The grand nine-day Feast of the Virgin of the Pillar is celebrated with great pomp and ceremony. Large quantities of flowers and fruit are brought to the Virgin's shrine in the basilica. On the day before the great feast, October 11, bands march through the streets and fireworks blaze through the skies signaling that the festival will soon begin. On October 12, the feast officially begins and the crowds flock to the church as early as 2:00 in the morning. The Mass of the Infants commences at four in the morning when they will sing the first divine notes of the Mass dedicated to Nuestra Senora del Pilar. There are so many faithful thronged in the church that it is difficult to move. The city joins in the festivities, all work is suspended and pilgrims pour in from all parts of Spain causing the population to triple. The roads are filled with processions, street performers, music, and dancing. Many flock to the special events of bullfights and theater performances.
Following are two famous miracles that have occurred at the Shrine:
The most prominent miracle associated with the shrine happened in 1640 to a poor beggar named Miguel Juan Pellicer who fell off a cart and the wheel ran over his right leg under the knee. The doctors were forced to amputate the leg and as Miguel was unable to work, he was reduced to begging. He had a great devotion to Nuestra Senora del Pilar and frequently went there to pray for Our Lady’s intercession. He often used the oil from the votive candles of the shrine to rub on his leg wounds. After a couple years, he moved back home with his parents. One night, after praying to the Virgin Mary, he fell asleep and woke to his parents call. They saw that he had two feet poking out from the blanket and realizing that he had two legs, they awakened their son. Amazingly, this was the very same leg that had been amputated two and a half years previously, bearing the scars of old wounds including the surgical removal of a cyst. The amputated leg, which had been buried in the cemetery of the hospital, was ordered to be exhumed but it was no longer there. In remembrance of the miracle, the people made a vow in 1642 to always honor Mary, as the patroness of Zaragossa. The miracle caused the construction of the present day basilica to be built over the original chapel.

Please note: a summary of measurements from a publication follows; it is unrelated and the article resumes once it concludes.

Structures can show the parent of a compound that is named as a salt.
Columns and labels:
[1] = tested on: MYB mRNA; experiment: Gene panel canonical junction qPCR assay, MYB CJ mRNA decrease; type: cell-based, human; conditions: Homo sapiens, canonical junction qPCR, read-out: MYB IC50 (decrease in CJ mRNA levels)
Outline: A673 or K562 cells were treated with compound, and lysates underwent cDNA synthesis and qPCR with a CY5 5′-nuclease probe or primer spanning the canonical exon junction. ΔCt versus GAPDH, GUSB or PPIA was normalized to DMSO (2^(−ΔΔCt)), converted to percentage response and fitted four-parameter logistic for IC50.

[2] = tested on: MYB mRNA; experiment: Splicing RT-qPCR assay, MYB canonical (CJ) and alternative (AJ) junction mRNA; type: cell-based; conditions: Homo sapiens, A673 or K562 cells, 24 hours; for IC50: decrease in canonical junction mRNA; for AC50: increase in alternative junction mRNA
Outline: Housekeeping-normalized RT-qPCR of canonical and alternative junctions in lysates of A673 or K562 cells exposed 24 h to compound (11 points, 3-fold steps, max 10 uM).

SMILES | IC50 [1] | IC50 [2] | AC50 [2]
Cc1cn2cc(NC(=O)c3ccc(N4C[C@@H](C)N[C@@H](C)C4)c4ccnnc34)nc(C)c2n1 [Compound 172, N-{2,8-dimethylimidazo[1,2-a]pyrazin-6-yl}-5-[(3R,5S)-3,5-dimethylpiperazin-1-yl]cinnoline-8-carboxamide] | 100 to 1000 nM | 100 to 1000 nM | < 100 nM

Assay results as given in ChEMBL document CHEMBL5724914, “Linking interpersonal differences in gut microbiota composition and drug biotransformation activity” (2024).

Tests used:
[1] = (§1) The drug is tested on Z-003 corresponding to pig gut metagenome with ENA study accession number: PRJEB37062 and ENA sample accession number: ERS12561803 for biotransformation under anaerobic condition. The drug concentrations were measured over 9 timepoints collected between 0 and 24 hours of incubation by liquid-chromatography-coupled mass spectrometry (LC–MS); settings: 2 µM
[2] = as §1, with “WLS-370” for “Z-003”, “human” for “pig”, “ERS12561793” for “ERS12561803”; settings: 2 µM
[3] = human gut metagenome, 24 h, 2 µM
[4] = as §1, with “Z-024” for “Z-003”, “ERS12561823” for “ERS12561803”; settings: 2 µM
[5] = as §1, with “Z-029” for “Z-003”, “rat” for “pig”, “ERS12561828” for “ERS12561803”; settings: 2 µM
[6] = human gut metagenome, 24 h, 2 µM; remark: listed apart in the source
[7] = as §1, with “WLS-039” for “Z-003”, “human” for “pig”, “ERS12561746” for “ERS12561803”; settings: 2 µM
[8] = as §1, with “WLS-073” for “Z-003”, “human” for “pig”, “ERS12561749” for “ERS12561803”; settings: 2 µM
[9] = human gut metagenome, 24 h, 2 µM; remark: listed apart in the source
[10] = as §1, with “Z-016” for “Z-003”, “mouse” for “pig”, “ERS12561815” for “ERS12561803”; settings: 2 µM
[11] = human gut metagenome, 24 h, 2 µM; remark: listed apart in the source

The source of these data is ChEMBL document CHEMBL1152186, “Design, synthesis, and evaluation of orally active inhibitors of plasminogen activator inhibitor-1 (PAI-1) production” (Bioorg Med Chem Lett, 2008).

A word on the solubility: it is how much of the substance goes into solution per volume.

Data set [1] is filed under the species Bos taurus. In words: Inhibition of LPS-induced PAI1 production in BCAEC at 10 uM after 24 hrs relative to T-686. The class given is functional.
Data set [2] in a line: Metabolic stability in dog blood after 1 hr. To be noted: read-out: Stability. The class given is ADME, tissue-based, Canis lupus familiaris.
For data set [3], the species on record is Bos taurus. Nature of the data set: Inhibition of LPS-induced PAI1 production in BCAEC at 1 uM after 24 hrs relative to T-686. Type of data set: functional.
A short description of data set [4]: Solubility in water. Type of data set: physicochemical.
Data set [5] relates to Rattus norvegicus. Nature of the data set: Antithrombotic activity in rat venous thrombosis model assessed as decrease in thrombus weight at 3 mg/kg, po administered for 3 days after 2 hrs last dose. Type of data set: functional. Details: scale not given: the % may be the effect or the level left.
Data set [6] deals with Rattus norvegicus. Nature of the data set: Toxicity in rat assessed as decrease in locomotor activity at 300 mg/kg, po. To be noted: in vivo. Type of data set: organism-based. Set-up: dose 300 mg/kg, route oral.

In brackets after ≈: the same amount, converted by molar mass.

The second famous miracle happened During the Spanish Civil War (1936-1939), when two bombs hit and damaged the basilica in 1936 but neither exploded, proving the power of Our Lady. The event was considered a miracle, and the defused bombs have been on display to the right of the altar of Our Lady of Pillar ever since. Both bomb holes are still visible, one in the corner of the Goya fresco and the other by the top of the column overhead to the left.